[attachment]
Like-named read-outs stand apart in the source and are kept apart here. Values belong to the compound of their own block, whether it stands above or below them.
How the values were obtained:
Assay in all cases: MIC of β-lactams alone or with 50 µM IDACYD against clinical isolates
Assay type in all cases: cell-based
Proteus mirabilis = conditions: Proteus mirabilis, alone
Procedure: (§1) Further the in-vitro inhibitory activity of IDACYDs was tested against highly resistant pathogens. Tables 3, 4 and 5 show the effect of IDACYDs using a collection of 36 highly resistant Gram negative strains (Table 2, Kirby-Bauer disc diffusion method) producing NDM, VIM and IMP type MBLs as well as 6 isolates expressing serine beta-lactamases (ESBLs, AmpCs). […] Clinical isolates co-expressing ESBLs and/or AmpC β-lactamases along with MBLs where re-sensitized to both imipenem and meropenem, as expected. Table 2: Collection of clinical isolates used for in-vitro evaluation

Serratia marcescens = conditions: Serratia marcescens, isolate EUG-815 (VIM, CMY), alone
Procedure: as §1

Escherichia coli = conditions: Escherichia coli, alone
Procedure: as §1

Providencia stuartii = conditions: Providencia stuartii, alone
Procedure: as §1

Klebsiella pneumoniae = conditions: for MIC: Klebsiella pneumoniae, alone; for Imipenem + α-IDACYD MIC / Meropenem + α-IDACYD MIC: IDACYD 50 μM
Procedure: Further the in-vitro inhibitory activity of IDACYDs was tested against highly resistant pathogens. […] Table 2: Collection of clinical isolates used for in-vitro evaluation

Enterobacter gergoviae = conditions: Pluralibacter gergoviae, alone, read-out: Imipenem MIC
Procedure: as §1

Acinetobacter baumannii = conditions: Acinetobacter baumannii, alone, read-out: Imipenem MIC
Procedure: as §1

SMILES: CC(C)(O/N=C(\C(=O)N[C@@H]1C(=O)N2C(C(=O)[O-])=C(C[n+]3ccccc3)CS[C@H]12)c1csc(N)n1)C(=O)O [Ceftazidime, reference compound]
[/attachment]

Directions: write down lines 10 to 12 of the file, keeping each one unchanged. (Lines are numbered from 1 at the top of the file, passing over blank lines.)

Procedure: as §1

Providencia stuartii = conditions: Providencia stuartii, alone
Procedure: as §1